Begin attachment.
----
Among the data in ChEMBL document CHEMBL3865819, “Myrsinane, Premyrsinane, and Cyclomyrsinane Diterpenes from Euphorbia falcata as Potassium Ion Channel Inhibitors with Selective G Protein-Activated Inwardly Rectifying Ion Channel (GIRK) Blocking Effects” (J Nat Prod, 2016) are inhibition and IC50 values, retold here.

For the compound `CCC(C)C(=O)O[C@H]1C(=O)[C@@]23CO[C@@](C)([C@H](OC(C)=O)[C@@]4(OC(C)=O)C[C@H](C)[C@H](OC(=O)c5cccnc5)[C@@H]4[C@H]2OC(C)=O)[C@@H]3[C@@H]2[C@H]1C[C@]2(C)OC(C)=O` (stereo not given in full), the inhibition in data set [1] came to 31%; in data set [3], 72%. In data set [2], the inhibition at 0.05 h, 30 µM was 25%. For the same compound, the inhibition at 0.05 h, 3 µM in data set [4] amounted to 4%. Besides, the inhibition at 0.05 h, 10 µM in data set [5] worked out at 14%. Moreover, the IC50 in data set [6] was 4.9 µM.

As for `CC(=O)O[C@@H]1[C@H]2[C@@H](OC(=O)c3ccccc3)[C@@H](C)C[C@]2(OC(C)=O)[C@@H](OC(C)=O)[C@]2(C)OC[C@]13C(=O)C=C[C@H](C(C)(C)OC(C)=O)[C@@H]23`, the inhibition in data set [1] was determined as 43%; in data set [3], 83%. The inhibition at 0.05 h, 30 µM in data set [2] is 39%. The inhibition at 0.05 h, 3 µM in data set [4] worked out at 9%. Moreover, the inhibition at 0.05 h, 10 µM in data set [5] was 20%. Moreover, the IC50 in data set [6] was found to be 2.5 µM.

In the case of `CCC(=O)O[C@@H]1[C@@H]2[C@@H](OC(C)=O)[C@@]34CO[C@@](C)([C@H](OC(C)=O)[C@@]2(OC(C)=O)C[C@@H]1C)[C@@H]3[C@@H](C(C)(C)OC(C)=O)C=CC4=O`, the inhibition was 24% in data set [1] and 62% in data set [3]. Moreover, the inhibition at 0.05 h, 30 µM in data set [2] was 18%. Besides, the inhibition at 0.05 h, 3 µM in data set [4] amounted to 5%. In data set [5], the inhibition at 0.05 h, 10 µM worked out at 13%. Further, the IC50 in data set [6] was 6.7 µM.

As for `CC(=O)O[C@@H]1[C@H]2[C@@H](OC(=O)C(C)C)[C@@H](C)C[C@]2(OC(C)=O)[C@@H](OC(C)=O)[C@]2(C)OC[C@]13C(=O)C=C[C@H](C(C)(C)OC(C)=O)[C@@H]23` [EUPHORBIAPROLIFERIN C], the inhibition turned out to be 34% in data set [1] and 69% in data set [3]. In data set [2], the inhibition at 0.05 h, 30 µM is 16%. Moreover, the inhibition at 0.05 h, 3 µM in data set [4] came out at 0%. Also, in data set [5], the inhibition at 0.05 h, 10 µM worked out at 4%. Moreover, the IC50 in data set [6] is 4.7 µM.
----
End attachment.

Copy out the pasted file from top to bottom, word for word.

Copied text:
Among the data in ChEMBL document CHEMBL3865819, “Myrsinane, Premyrsinane, and Cyclomyrsinane Diterpenes from Euphorbia falcata as Potassium Ion Channel Inhibitors with Selective G Protein-Activated Inwardly Rectifying Ion Channel (GIRK) Blocking Effects” (J Nat Prod, 2016) are inhibition and IC50 values, retold here.

For the compound `CCC(C)C(=O)O[C@H]1C(=O)[C@@]23CO[C@@](C)([C@H](OC(C)=O)[C@@]4(OC(C)=O)C[C@H](C)[C@H](OC(=O)c5cccnc5)[C@@H]4[C@H]2OC(C)=O)[C@@H]3[C@@H]2[C@H]1C[C@]2(C)OC(C)=O` (stereo not given in full), the inhibition in data set [1] came to 31%; in data set [3], 72%. In data set [2], the inhibition at 0.05 h, 30 µM was 25%. For the same compound, the inhibition at 0.05 h, 3 µM in data set [4] amounted to 4%. Besides, the inhibition at 0.05 h, 10 µM in data set [5] worked out at 14%. Moreover, the IC50 in data set [6] was 4.9 µM.

As for `CC(=O)O[C@@H]1[C@H]2[C@@H](OC(=O)c3ccccc3)[C@@H](C)C[C@]2(OC(C)=O)[C@@H](OC(C)=O)[C@]2(C)OC[C@]13C(=O)C=C[C@H](C(C)(C)OC(C)=O)[C@@H]23`, the inhibition in data set [1] was determined as 43%; in data set [3], 83%. The inhibition at 0.05 h, 30 µM in data set [2] is 39%. The inhibition at 0.05 h, 3 µM in data set [4] worked out at 9%. Moreover, the inhibition at 0.05 h, 10 µM in data set [5] was 20%. Moreover, the IC50 in data set [6] was found to be 2.5 µM.

In the case of `CCC(=O)O[C@@H]1[C@@H]2[C@@H](OC(C)=O)[C@@]34CO[C@@](C)([C@H](OC(C)=O)[C@@]2(OC(C)=O)C[C@@H]1C)[C@@H]3[C@@H](C(C)(C)OC(C)=O)C=CC4=O`, the inhibition was 24% in data set [1] and 62% in data set [3]. Moreover, the inhibition at 0.05 h, 30 µM in data set [2] was 18%. Besides, the inhibition at 0.05 h, 3 µM in data set [4] amounted to 5%. In data set [5], the inhibition at 0.05 h, 10 µM worked out at 13%. Further, the IC50 in data set [6] was 6.7 µM.

As for `CC(=O)O[C@@H]1[C@H]2[C@@H](OC(=O)C(C)C)[C@@H](C)C[C@]2(OC(C)=O)[C@@H](OC(C)=O)[C@]2(C)OC[C@]13C(=O)C=C[C@H](C(C)(C)OC(C)=O)[C@@H]23` [EUPHORBIAPROLIFERIN C], the inhibition turned out to be 34% in data set [1] and 69% in data set [3]. In data set [2], the inhibition at 0.05 h, 30 µM is 16%. Moreover, the inhibition at 0.05 h, 3 µM in data set [4] came out at 0%. Also, in data set [5], the inhibition at 0.05 h, 10 µM worked out at 4%. Moreover, the IC50 in data set [6] is 4.7 µM.